Texas Travel

City Spotlight: Round Rock

By Peter Simek 10.4.21

Round Rock has been called a “super suburb.” In 2019, the town was named the No. 2 best place to live in America by Money magazine. Its schools are ranked high. It is home to Dell Technologies, one of the world’s largest computer companies.

Before Round Rock’s relatively recent rapid growth, however, it was a sleepy town and bedroom community with a history stretching back to some of Texas’ earliest civilizations and crossing paths with some of its most notorious residents.

Round Rock

Crossroads of Trails and Rails

The creeks and prairies around Round Rock have been home to human settlement for at least 10,000 years. In 1983, an archeological discovery at a site about 4 miles west of Round Rock showed links to the Clovis culture, one of the earliest known human civilizations in North America. Its borderland position between Balcones Escarpment and the Blackland Prairie made it a natural geological crossroads, and many Native American tribes lived and passed through the region, including Kiowa, Yojuane, Tawakoni, Mayeye, and Comanche.

Anglo settlers arrived in the 1840s, and their settlement on the banks of the Brushy Creek took the name Round Rock from the islandlike rock in the center of the creek that marked a point of easy forging. When the Chisholm Trail opened after the Civil War, early cattle drives crossed the creek at Round Rock. When the railroad arrived in the 1870s, the town began to grow as a commercial center.

From the Wild West to Cotton Country

Round Rock entered the history of the Wild West when, in 1878, Texas Rangers tracked famed outlaw Sam Bass to the town. Bass was wanted for a train robbery in North Texas, and Rangers caught up with him in Round Rock and engaged in a shootout. Bass died from his injuries a few days later, and each year the citizens of Round Rock commemorate this famous event by reenacting the fight during the town’s Frontier Days festival.

Soon after, Round Rock settled into life as a sleepy cotton depot. The Blackland Prairie soil was extremely suitable for growing cotton, and Round Rock was located only about 17 miles from Taylor, the epicenter of Texas’ cotton growing industry. In fact, in the 1950s, when transportation planners were mapping out a route for the new “interregional” highway that would become Intersate-35, they planned to run it through Taylor. Taylor residents, however, were skeptical of the road project and feared the road would ruin their town. Round Rock city leaders, on the other hand, jumped on the opportunity to have the road redirected toward their town. The eventual construction of I-35 would open the next chapter in the town’s history.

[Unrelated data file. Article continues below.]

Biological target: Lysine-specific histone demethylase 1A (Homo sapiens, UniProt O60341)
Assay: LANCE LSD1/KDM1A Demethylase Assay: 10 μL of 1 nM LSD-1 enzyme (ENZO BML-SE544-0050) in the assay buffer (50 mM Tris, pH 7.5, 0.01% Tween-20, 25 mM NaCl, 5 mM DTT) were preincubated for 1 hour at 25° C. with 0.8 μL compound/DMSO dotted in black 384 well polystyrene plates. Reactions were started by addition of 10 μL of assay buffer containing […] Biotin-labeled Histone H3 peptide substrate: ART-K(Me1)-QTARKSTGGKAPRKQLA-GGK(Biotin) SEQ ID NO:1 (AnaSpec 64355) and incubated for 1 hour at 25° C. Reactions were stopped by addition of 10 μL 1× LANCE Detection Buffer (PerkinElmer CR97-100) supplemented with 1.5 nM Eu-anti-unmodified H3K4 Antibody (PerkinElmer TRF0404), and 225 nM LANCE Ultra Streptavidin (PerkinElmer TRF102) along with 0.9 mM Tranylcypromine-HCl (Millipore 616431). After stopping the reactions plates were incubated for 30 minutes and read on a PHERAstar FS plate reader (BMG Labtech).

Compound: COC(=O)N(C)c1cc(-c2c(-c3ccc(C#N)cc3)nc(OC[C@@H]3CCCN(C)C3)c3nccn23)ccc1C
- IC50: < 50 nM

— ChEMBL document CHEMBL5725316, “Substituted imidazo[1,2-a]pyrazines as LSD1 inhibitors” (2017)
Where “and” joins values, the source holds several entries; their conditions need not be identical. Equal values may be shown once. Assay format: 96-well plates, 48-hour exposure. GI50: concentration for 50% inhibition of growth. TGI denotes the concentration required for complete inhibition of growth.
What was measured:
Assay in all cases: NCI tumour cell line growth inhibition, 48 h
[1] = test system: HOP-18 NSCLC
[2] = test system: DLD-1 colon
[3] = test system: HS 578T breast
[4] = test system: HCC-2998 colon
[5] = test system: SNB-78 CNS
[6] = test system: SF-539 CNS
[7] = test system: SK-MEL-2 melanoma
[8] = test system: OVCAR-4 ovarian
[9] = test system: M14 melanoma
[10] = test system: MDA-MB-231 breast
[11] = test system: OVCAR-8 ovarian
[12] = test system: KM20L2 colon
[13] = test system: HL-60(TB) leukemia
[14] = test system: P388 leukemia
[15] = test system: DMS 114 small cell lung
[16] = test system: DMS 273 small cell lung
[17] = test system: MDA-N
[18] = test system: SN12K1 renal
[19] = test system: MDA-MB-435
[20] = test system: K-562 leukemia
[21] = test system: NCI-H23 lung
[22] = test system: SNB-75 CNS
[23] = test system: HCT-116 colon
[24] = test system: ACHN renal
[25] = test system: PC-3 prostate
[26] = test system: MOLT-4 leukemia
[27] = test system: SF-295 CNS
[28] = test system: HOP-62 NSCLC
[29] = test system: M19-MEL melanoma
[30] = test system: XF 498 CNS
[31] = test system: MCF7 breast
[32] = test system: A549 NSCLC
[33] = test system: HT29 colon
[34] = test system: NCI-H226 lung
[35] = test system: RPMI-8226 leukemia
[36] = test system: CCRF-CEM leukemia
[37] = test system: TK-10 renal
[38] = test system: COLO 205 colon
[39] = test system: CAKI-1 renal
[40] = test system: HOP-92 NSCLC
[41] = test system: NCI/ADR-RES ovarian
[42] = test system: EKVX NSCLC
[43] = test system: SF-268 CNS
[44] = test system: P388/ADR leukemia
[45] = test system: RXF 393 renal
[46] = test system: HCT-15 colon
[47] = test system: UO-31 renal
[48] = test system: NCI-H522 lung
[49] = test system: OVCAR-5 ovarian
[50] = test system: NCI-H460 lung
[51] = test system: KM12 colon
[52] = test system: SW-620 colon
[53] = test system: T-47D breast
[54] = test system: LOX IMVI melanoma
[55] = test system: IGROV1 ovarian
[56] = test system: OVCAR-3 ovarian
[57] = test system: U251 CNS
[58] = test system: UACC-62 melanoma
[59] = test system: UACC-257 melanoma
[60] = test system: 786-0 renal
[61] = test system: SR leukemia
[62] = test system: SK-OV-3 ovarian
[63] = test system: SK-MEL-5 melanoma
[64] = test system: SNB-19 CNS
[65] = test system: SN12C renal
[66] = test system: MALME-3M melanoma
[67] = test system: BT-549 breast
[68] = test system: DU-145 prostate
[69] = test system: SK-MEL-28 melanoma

Round Rock TX

Highways and Networks

When the highway was built, Round Rock found itself situated on the main thoroughfare between Dallas-Fort Worth, Austin, and San Antonio and began to grow rapidly. The town became a bedroom community for people working in Austin and began to attract more businesses and recreation. Renovation projects restored the town’s historic center. But the biggest boost to the town’s economy came when Dell relocated to Round Rock from Austin in the early 1990s, supercharging the boom.

Today, Round Rock is more than a suburb — it’s a vibrant, small city on the outskirts of Austin. Visitors seek it out for shops and entertainment along its historic main street, the famous Round Rock Donuts, and to watch the Round Rock Express — the Texas Rangers’ minor league affiliate — play at the Dell Diamond baseball park.

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